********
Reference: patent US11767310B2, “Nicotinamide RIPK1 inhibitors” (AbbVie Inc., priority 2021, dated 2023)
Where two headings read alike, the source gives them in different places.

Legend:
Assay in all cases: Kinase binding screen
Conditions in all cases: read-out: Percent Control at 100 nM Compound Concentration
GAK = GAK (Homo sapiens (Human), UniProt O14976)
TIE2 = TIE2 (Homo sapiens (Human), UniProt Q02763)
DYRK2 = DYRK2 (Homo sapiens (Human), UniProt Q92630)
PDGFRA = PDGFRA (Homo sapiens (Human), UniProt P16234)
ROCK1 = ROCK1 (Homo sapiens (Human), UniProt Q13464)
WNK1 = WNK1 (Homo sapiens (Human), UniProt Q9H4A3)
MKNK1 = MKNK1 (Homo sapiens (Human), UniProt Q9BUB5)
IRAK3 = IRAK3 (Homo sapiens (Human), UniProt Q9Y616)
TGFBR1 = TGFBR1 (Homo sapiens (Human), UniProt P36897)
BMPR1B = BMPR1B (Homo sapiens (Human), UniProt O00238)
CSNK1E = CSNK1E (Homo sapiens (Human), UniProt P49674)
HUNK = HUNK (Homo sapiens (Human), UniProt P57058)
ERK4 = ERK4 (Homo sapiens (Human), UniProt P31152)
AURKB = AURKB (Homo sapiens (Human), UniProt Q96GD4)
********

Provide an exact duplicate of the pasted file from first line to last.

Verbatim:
Reference: patent US11767310B2, “Nicotinamide RIPK1 inhibitors” (AbbVie Inc., priority 2021, dated 2023)
Where two headings read alike, the source gives them in different places.

Legend:
Assay in all cases: Kinase binding screen
Conditions in all cases: read-out: Percent Control at 100 nM Compound Concentration
GAK = GAK (Homo sapiens (Human), UniProt O14976)
TIE2 = TIE2 (Homo sapiens (Human), UniProt Q02763)
DYRK2 = DYRK2 (Homo sapiens (Human), UniProt Q92630)
PDGFRA = PDGFRA (Homo sapiens (Human), UniProt P16234)
ROCK1 = ROCK1 (Homo sapiens (Human), UniProt Q13464)
WNK1 = WNK1 (Homo sapiens (Human), UniProt Q9H4A3)
MKNK1 = MKNK1 (Homo sapiens (Human), UniProt Q9BUB5)
IRAK3 = IRAK3 (Homo sapiens (Human), UniProt Q9Y616)
TGFBR1 = TGFBR1 (Homo sapiens (Human), UniProt P36897)
BMPR1B = BMPR1B (Homo sapiens (Human), UniProt O00238)
CSNK1E = CSNK1E (Homo sapiens (Human), UniProt P49674)
HUNK = HUNK (Homo sapiens (Human), UniProt P57058)
ERK4 = ERK4 (Homo sapiens (Human), UniProt P31152)
AURKB = AURKB (Homo sapiens (Human), UniProt Q96GD4)